Showing posts with label Measurement. Show all posts
Showing posts with label Measurement. Show all posts

September 26, 2019

Beautiful Measurements

This is a beautiful set of nested brass weights from France. 

It dates back to 1852!

The weights range from 1 gram to 500 grams. 

These are weights, but also a form of art. 

It is located at the NIST Museum.


There is something comforting about weights, measures, and standards.

It puts an organized construct unto our universe and creates some objective scientific reality to our world. 

(Credit Photo: Andy Blumenthal)
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May 25, 2019

Sizing Fashion And More

So it was interesting article in the Wall Street Journal today...

There is an obesity problem in the U.S. 

But the statistics in terms of the typical sizes of fashion (for women) has been "largely" overlooked.

The biggest size most fashion brands even bother to sell is: 12

"Only 7% of womenswear stocked at multi-brand retailers is a size 14 or above."

But the average American dress size is between between 16 and 18!

The typical runway model is size 2.  

BTW, I think men have the same problem with sizing.

There was another thing about measurement in the WSJ today having to do with measuring time. 

Day is measured by the earth rotation (on its axis). 

Year by the rotation around the sun.

Month by rotation of the moon. 

Earth, Sun, and Moon...give us time. 

Now we need to take all the wonderful time we have measured and not spend it all eating.  ;-)

(Source Photo: Andy Blumenthal @Ripley's Believe It or Not)
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April 30, 2018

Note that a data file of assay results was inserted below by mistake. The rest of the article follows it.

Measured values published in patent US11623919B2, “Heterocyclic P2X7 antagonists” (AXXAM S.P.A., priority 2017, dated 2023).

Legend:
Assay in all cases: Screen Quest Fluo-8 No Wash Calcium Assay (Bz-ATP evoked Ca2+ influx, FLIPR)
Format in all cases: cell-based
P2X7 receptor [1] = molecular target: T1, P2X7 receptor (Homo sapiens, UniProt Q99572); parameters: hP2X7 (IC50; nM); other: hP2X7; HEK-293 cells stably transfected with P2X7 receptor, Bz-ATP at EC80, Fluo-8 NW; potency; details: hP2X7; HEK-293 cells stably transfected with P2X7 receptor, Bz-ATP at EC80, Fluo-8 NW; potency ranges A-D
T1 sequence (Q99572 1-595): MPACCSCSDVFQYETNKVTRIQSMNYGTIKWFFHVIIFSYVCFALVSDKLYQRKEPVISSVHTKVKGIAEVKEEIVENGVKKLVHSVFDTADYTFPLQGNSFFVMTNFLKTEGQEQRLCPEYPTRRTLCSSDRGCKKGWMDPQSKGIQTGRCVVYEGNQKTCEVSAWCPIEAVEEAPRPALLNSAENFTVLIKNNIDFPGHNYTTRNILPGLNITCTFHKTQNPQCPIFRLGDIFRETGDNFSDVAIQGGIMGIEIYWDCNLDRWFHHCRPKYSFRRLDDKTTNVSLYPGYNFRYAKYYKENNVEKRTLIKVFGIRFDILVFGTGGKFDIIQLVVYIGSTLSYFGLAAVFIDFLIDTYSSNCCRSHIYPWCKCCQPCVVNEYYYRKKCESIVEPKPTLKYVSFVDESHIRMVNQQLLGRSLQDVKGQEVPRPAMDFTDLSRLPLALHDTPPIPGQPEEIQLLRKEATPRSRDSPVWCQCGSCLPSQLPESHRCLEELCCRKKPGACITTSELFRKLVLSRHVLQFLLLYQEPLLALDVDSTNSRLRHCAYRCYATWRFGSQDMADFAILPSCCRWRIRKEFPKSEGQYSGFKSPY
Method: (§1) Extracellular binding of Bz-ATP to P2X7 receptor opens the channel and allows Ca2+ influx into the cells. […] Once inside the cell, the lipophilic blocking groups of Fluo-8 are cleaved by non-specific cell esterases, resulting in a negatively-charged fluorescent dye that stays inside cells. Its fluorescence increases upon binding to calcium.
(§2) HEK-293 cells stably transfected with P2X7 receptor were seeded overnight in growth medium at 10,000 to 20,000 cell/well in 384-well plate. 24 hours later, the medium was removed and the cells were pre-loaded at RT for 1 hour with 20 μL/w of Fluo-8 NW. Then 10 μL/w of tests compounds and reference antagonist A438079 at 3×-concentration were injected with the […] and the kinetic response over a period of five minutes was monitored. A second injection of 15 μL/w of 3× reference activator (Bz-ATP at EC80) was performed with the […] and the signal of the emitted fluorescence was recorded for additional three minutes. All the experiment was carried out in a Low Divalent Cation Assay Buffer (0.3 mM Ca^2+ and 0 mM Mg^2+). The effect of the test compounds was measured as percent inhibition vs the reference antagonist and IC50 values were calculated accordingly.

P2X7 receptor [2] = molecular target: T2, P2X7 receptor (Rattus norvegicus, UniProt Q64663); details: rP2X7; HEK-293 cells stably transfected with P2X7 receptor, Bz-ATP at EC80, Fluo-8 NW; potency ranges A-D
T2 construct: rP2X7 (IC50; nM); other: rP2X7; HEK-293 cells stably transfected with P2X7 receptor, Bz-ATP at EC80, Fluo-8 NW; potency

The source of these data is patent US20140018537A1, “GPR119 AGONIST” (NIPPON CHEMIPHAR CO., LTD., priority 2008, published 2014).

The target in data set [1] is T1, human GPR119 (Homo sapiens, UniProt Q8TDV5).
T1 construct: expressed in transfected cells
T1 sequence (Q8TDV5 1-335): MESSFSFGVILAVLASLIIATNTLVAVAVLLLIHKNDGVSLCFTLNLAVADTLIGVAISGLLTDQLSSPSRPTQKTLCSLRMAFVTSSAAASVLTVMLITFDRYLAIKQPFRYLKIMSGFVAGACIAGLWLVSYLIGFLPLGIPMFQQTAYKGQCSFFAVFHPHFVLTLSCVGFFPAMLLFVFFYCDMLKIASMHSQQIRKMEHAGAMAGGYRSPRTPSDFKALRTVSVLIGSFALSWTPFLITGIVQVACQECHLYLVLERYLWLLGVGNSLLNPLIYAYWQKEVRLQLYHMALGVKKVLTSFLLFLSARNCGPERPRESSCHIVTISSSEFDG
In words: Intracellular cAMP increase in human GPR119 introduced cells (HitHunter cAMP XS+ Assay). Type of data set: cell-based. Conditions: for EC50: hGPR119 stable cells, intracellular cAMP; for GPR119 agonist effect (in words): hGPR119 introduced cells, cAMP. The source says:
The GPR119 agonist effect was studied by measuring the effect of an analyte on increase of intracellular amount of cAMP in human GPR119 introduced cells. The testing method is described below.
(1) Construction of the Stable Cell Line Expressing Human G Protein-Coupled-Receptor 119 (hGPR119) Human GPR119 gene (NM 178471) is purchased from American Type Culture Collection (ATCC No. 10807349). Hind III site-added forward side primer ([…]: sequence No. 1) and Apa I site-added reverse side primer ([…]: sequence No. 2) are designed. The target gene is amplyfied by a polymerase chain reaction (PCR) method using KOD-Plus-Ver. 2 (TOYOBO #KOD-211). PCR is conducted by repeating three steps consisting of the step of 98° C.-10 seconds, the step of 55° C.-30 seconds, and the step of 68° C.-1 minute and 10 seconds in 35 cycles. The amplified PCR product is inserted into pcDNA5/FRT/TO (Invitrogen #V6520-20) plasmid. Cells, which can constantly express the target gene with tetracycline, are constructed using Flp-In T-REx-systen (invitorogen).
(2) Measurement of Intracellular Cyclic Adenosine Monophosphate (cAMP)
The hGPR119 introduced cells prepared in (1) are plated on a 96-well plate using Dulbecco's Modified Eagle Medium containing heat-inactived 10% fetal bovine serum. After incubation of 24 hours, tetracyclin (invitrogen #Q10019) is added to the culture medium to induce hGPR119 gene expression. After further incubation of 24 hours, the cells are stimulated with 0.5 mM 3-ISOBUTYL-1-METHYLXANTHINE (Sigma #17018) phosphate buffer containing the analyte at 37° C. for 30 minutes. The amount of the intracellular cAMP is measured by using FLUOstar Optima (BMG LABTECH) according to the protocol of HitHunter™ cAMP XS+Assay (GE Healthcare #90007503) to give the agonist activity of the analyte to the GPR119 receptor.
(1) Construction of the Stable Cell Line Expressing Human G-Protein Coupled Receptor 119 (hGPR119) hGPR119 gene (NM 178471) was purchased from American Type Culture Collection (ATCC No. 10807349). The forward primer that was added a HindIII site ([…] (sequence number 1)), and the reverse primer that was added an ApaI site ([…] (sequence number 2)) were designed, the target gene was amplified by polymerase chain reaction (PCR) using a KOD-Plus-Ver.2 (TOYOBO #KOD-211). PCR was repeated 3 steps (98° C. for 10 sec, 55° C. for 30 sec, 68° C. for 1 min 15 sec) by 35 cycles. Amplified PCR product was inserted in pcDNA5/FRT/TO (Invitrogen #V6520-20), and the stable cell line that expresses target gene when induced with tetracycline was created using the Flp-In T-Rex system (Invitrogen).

DMAIC Reengineering

A colleague gave a wonderful talk the other day on process engineering.

The key steps to reduce waste (Lean) or variation/defects (Six Sigma) are as follows:

Define - Scope the project.

Measure - Benchmark current processes.

Analyze - Develop to-be processes (with a prioritized list of improvements) and plan for implementation.

Improve - Executive process improvements.

Control - Monitor/refine new processes.

It was amazing to me how similar to enterprise architecture this is in terms of: defining your "current" and "future" states and creating a transition plan and executing it.

Also, really liked the Project Scoping questions:

- What problem do you want to solve/what process do you want to improve?
- Why do you need this?
- What is the benefit?  And to whom?
- What are your objectives for this effort?
- Who are the key stakeholders?
- When is this needed and why?

I think process improvement/engineering methodologies like this can be a huge benefit to our organizations, especially where the tagline is "Why should we change--we've always done it this way!" ;-)

(Source Photo: Andy Blumenthal)
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March 21, 2018

Measurement And Standards Are Our Friends

So I learned that Metrology is the science of measurement. 

And measurement is the foundation of scientific research and creating standards. 

Scientific research and measurement are about exploration, discovery, and innovation.

Further, it is about finding the facts; it is objective; it is truth; it is essential to maintaining integrity. 

Standards also help to ensure dependability, because there is a common reference and you know what you are getting. 

A great true story that demonstrates the importance of measurements and standards is the Great Baltimore Fire of 1904.

This was the third worst urban inferno in American history. 

It destroyed over 1,500 building across 140 acres. 

Fire engines responded from as far as New York and Virginia. 

But the problem was that they invariably could not help. 

Why?  

Because their fire hose couplings could not fit on the Baltimore fire hydrants--they were not standardized.

Without standards, we don't have interoperability. 

We don't have a reference that everyone can go by. 

It's as if we're all working on our own desert islands. 

This defeats the power in numbers that make us together greater than the sum of our individual parts. 

Science and technology help us advance beyond just ourselves and today. 

Measurement and standardization help us to build a better and stronger society. ;-)

(Source Photo: Andy Blumenthal)
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